Civil Surveyor & Businessman
Born in Aberdeen, Scotland, the son of Rev. George Jamieson and Jane née Wallace and educated locally before migrating to Adelaide in 1869; he later tried his luck on the Victorian goldfields before heading to Sydney where armed with a letter of introduction to Sir John Hay (Waverley Cemetery) he found work as a jackeroo in the Lachlan district.
Urged by his boss, George Mair of Grungle Station to take up surveying, in 1881 Jamieson joined the New South Wales public service (1881-85) and was later appointed in charge of the Bourke-Silverton district (1883-85) which included the Barrier Ranges. As luck would have it, Jamieson had been arranged to survey an area that included an unremarkable lease just as the region was coming out of a devastating drought. Here, the original syndicate of seven who had pegged the lease on 5 September 1883 – Charles Rasp (North Road Cemetery) a boundary rider, George McCulloch manager of the Mt. Gipps station, George Urquhart a sheep overseer, C Lind storekeeper and bookkeeper, Phillip Charley a station hand, David James (Kapunda Cemetery) a contractor and his mate James Poole – had each invested £70 and contributing £1 a week towards working the claim. By the time Jamieson arrived, the effects of the drought and an unfavourable analysts’ report soon led to disillusionment within the syndicate. Out of curiosity, Jamieson visited the ‘hill’ and was so impressed that he purchased three shares for £320 when the original seven shares were divided into fourteen to raise additional capital, but he soon had to sell two of them. On Jamieson’s urgings, further tests were conducted in 1885 which led to the discovery of rich silver iron ore; the great “Broken Hill Proprietary Co Limited” (BHP) was born and rest the stuff of romance.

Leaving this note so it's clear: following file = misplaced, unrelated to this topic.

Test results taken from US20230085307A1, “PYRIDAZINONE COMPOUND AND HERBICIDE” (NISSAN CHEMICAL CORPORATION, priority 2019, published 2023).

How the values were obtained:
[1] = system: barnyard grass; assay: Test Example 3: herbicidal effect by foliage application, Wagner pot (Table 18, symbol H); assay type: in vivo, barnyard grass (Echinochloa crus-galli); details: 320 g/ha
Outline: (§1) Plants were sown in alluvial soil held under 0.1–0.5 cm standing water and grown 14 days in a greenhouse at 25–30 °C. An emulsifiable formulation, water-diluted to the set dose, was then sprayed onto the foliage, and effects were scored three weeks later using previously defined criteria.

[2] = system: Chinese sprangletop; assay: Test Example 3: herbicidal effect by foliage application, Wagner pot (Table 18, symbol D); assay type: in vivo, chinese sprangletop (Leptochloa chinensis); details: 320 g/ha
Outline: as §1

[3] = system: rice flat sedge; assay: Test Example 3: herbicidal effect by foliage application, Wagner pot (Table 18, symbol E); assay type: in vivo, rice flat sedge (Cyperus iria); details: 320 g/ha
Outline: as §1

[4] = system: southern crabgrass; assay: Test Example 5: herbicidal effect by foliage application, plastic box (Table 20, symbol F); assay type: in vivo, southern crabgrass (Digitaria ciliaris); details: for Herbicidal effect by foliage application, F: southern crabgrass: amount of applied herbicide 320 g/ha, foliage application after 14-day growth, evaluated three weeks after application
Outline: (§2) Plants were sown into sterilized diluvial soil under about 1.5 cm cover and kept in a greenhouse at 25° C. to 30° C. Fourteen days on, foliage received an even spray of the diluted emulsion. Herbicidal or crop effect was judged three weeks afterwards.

Scoffed as the ‘hill of mullock’, by 1889 a one-fourteenth share was worth a tidy £1,250,000 making the original investors men of great wealth (“Broken Hillionaires”). Jamieson went on to become first managing director (1885) with a salary of £500 per annum and promptly resigned from the public service. Though admittedly inexperienced and suffering from ill-health, he oversaw a large part of the early development including the construction of the smelters as well as selecting the site of the Broken Hill township; he occupied the first house erected in the town. Described as a “six foot moralising ruffian”, after resigning as managing director, he went on to serve on the board of various “Broken Hill Ltd” companies, including the London (1889-92) and Melbourne boards (1906-26), “Mount Lyell Mining & Railway Co Ltd” (1893-1926), “Broken Hill Proprietary Block 10 Co”, “Blythe River Iron Co” and the controversial “Emu Bay Railway Co”. In 1911 with fellow directors, the company embarked on the manufacture of iron and steel with the construction of the steel works at Newcastle.
An ardent golfer and active member of the Victorian Racing Club, Jamieson resided at Clarence – 83 Queen’s Road, St. Kilda where he died from cancer on 8 May 1926; his estate was valued for probate at just £25,194. Amongst the pall-bearers were fellow directors Sir John Grice (St. Kilda Cemetery) and (Anthony Edwin) Bowes Kelly (St. Kilda Cemetery). On 10 July 1890 he married Lily (Helene) née Meyer (d 1948).
ADB Volume 9 1891-1939 (Gil-Las).
Melbourne Punch 29 August 1918.
The Argus 10 & 11 May 1926.
The Age 10 May 1926.
(Image reproduced with permission of BHP Billiton)